An immediate impact of negative rates can be seen in the European banking sector, where share prices have declined sharply since the ECB first went negative in June 2014. While European banks face a raft of other problems — from strict new regulatory requirements to a rise in non-performing loans — negative rates threaten bank profitability by putting severe pressure on net interest margins. To be sure, bank profits have been stunted for years by ultra-low interest rates. But the cost of negative rates, which most banks are reluctant to pass on to their customers, is taking that pressure to a new extreme.
Banks and Insurance Companies Slammed by Negative Rates
Ironically, a negative rate policy could undermine its own objective by creating an environment in which banks are unable to extend credit due to concerns about their own financial stability. Meanwhile, insurance companies also face a serious challenge as the negative rate environment drives down global bond yields, impairing their ability to match long-term liabilities with long-term assets. Nippon Life, one of Japan’s largest insurers, acknowledged the problem in April, explaining that negative rates would adversely affect sales and profits for the foreseeable future.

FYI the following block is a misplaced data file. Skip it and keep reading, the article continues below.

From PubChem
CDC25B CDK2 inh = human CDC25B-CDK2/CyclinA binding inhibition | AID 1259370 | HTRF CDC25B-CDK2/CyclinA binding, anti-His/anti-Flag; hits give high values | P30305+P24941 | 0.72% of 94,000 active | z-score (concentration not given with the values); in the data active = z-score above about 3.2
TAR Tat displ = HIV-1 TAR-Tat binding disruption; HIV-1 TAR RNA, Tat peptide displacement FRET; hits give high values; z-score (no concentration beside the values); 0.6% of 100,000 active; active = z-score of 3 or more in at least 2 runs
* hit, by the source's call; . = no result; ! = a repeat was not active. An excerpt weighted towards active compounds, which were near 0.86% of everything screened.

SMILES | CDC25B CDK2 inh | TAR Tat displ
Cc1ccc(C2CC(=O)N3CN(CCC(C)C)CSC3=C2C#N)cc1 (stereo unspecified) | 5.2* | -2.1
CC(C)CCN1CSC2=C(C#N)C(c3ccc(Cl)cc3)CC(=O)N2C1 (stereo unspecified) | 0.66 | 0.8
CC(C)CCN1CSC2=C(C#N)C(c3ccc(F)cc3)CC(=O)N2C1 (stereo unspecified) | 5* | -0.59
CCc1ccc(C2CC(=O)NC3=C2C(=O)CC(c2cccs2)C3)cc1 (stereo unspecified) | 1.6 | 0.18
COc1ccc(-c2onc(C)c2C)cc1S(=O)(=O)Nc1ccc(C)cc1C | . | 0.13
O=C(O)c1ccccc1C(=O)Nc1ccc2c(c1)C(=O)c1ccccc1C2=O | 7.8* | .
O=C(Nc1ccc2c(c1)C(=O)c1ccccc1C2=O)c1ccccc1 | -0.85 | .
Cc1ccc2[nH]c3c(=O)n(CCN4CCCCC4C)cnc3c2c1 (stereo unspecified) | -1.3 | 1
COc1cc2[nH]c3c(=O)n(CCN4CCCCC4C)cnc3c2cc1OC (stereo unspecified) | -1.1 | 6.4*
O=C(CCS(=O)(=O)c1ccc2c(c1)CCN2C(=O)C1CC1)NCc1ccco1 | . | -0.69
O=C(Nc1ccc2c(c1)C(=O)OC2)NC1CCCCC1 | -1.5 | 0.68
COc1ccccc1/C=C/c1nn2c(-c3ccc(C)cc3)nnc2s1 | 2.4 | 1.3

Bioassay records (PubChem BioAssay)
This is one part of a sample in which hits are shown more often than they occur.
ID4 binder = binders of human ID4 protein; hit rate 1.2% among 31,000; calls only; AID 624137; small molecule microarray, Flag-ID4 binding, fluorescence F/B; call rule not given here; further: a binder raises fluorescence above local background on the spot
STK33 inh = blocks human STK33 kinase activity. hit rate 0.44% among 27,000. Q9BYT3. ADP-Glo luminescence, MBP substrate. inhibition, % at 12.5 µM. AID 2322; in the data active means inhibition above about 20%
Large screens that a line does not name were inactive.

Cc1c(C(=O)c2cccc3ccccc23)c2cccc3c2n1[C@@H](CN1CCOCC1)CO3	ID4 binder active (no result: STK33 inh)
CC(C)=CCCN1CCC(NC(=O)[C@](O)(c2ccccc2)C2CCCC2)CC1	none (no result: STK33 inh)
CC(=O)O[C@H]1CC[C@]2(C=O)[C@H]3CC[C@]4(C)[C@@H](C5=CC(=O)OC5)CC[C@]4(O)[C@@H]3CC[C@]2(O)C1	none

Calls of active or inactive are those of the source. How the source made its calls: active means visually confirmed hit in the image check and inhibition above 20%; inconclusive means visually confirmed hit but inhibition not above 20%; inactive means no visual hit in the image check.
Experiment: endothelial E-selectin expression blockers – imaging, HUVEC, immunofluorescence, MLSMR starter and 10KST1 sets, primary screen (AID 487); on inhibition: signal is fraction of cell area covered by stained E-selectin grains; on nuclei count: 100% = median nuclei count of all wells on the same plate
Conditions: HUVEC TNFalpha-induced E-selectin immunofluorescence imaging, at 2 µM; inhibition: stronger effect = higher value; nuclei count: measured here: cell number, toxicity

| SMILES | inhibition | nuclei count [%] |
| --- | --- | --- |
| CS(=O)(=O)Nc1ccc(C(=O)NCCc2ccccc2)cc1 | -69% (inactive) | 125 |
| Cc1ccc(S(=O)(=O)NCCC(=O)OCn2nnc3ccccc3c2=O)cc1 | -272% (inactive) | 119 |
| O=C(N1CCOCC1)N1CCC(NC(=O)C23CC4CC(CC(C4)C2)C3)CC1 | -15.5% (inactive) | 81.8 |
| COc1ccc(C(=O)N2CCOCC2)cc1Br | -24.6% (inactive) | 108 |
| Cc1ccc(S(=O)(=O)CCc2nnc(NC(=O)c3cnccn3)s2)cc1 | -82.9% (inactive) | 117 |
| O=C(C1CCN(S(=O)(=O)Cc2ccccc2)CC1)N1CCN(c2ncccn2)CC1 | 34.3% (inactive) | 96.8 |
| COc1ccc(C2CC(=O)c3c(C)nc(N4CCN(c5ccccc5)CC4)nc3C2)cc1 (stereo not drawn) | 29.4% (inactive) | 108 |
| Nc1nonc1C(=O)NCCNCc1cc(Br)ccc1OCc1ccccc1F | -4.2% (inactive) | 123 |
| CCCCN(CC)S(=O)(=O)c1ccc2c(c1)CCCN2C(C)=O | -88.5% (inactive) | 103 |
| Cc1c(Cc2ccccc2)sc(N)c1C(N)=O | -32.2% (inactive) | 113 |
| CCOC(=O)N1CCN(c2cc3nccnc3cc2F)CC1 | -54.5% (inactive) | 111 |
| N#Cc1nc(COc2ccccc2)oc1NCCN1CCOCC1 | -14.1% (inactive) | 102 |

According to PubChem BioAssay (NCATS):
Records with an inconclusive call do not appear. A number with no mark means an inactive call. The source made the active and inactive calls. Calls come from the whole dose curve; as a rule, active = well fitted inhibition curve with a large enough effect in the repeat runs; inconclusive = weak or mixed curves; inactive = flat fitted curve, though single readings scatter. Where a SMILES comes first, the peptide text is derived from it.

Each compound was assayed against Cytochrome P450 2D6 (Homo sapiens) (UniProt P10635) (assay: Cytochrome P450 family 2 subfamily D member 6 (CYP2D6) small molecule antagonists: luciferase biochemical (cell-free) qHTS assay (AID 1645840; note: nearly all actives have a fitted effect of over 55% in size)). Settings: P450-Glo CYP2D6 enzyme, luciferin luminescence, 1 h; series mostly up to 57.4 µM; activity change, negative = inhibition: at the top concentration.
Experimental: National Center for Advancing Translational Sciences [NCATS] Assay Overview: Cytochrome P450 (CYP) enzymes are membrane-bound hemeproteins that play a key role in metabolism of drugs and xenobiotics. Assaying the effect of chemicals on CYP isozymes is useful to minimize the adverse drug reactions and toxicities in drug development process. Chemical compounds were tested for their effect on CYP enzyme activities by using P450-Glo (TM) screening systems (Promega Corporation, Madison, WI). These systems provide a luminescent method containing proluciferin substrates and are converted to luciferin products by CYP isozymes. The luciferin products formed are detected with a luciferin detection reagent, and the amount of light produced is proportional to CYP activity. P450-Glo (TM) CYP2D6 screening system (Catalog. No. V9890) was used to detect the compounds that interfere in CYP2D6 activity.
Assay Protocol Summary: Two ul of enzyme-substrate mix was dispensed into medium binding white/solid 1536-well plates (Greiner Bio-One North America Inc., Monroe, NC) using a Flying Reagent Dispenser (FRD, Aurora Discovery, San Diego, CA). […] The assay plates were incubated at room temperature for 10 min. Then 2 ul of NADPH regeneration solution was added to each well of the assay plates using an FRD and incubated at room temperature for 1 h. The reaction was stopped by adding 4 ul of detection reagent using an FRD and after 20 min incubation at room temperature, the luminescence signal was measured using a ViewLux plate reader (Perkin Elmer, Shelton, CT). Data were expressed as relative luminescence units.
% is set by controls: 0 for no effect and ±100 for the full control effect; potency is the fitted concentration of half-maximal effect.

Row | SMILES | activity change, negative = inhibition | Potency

Negative interest rate policies are an extension of central bank monetary easing programs. Following the 2008 financial crisis, a number of the world’s major central banks moved aggressively to cut interest rates in an attempt to revive economic growth. With interest rates at or near zero, some of them — including the U.S. Federal Reserve — also started purchasing government bonds in a strategy known as quantitative easing (QE).
Pioneered by the Bank of Japan more than a decade ago, QE has now spread around the world, much like negative interest rates. In March, the European Central Bank expanded its bond-buying program from €60 billion to €80 billion a month. The BoJ, meanwhile, purchases about ¥80 trillion a year of financial assets. The Federal Reserve ended its own QE program in October 2014 after adding more than $3.5 trillion to its balance sheet, much of which is still there.
The next step was the adoption of negative interest rates — except, notably, for the Fed, which chose to move in the opposite direction. The Fed raised rates in December 2015 for the first time in nearly a decade. It remains one of the few major central banks signaling that it will hike rates this year, given an improving outlook for the U.S. economy. However, it is important to note that even in the U.S., where negative rates have not materialized, they are having a significant impact.